This was the line that really got to me too. Trying to turn it all around on the OP and make it her issue when it’s really the CEO. Gross.

    1. Mister Pickle*

      Hey, that’s a little rough on a word that has 800+ years of colorful history behind it!

      Oh – oops, maybe you meant “crone”.

      I know nothing about “size 10” and just spent a few fun minutes doing Google image search on terms like “womens size 10” and “womens size 14”. You’re probably getting tired of hearing it, OP, but ya done good getting the hell outta there. Your former colleagues are the reason Mickey Mouse divorced Minnie Mouse.

        1. Adonday Veeah*

          Me too. I reserve it for very special cases — ya gotta earn it from me, but it fits here.

    2. Jessica (the celt)*

      How quaint! (No, seriously: they come from the same root, or so sayeth my medieval British literature prof…huh, Wikipedia agrees with him, too!)

  10. Katie the Fed*

    Holy schnikees, where do I even start with this. These are terrible, terrible human beings. All of them. They’re just awful people and I wish for terrible things for them. They seem unhealthfully obsessed with something that’s none of their business. They know nothing about you or your health, and the fact that they keep bringing this up tells me they all have some serious issues.

    “I told her I was a 10 and she responded by suggesting that I spend some time getting at the source of why I occur to people as bigger than I am.”

    No seriously, who does that?

    Good for you for getting out of there. I can’t believe you lasted as long as you did. Because they’re TERRIBLE people.

    1. Katie the Fed*

      Also, you’re probably not a vindictive person but this is a place I’d love someone to out publicly. Because they’re terrible, terrible people.

      1. KimmieSue*

        OP – Congratulations for getting out of there! I’m as disgusted the second time around as I was the first time. While I really want to know the name of your former employer, I also respect your professionalism. Obviously, they have lost a moral employee.

    2. HeyNonnyNonny*

      The only way I can think of that a person would “occur to people as bigger than I am” is if one was wearing, say, 5 pairs of sweatpants layered over each other. Or an inflatable lifejacket. Seriously, how would you even begin to control the wack-a-doo perceptions of these people?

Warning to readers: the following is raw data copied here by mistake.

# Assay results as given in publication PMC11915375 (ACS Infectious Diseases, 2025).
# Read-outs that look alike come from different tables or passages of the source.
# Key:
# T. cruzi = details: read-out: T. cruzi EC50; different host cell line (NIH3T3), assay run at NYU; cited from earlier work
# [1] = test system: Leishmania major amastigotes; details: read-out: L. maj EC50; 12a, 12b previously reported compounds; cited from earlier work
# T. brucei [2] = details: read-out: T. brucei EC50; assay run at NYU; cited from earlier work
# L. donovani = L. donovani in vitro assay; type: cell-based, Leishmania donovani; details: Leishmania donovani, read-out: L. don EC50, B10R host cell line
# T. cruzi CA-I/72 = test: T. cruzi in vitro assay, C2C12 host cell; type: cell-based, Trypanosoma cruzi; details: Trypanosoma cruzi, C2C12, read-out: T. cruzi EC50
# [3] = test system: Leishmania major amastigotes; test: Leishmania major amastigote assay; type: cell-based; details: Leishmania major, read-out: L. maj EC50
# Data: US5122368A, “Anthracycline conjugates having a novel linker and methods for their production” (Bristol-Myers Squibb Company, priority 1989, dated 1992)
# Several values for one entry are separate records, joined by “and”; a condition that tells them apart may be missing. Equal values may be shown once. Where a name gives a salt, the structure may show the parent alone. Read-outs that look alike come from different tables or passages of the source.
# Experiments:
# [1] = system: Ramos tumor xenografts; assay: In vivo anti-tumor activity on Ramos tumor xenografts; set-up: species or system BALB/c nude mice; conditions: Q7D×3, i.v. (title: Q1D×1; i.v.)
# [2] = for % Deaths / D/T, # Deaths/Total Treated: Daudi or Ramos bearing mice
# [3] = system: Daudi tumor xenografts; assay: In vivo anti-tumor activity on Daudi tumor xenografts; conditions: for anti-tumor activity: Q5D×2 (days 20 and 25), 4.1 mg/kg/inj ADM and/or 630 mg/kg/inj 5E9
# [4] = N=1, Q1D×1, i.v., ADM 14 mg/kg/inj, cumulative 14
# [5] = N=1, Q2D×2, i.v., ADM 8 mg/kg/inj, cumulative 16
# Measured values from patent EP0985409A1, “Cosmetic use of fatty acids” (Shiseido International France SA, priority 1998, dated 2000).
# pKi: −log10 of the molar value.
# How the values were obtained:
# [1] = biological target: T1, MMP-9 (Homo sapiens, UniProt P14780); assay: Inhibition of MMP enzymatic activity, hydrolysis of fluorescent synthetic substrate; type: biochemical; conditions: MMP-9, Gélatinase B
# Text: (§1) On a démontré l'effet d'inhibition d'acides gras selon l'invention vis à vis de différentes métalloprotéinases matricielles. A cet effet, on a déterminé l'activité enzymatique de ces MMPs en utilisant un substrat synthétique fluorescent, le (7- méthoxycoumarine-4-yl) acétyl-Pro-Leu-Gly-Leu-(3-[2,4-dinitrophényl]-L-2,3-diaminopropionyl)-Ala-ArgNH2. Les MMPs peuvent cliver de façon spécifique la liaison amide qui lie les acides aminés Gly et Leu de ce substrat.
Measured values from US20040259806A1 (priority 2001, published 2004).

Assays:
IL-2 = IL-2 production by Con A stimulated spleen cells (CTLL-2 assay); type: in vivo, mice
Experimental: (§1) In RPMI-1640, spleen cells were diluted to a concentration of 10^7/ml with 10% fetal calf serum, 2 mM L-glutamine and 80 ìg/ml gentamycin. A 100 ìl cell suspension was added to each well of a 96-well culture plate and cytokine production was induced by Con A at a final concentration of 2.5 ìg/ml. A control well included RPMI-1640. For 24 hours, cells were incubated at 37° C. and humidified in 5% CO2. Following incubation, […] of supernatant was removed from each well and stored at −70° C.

1. Katie the Fed*

        Maybe if you’re really short. But seriously – other people’s perceptions aren’t my problem. Also, STFU crazypants people!

      2. Jen RO*

        Well, clothing does influence perception a lot. A good cut can and will make you look thinner. But why on Earth would a manager care?!

    3. Karowen*

      Terrible, terrible human beings just about sums it up. Good for you, OP – it’s a shame that you even had to deal with this in the first place.

    4. Clever Name*

      I would want to say something like, “I suggest you spend time thinking about why you are such an asshole”

  11. Adam*

    Amazing. Apparently the people in charge of that pressure cooker never learned that when it comes to weight loss those types of comments and edicts never work out in a good way. Ever. If they found your appearance to be such an issue why did they bring you on in the first place? What a bunch of tools.

    OP, I’m glad you kept your wits about you and got out of there when you could. No one deserves that kind of nonsense. Good luck in your new position.

  12. Knitting Cat Lady*


    I just looked at a conversion chart to see what size 10 US is in Europe (40, btw).

    This is more or less the most common clothing size for adult women in Germany!

    What the hell is wrong with your former employer?

    And why the hell wouldn’t you be happy with a body of average size?!

    The mind, it boggles.

      1. Knitting Cat Lady*


        The table I got it from (Lands’ End) said dress size. According to them, shoe 40 is US9 for women.

        Also, complete derail, why do you have different size scale for shoes for men and women anyway?

        1. Some*

          I got the conversion from Asos but it really depends on the manufacturer. I’m 36 European but in US i’m 2 or 4 depending on the label :) I also can’t really fit in 36 for Stella McCartney.. so you never know :)

          For shoes, not sure but UK also have the same issue so I would assume that took the shoes thing from there :)

        2. AW*

          It’s a tactic to get women to buy more clothing. If all the stores and brands have different sizing scales (which they also change periodically) then you have to go into the store to try clothing on to see if it fits. Studies show that the longer you’re in a store, the more likely you are to buy something. Studies also show that you’re more likely to buy something if you touch it, and the longer something is in your possession, the more if feels like it’s yours.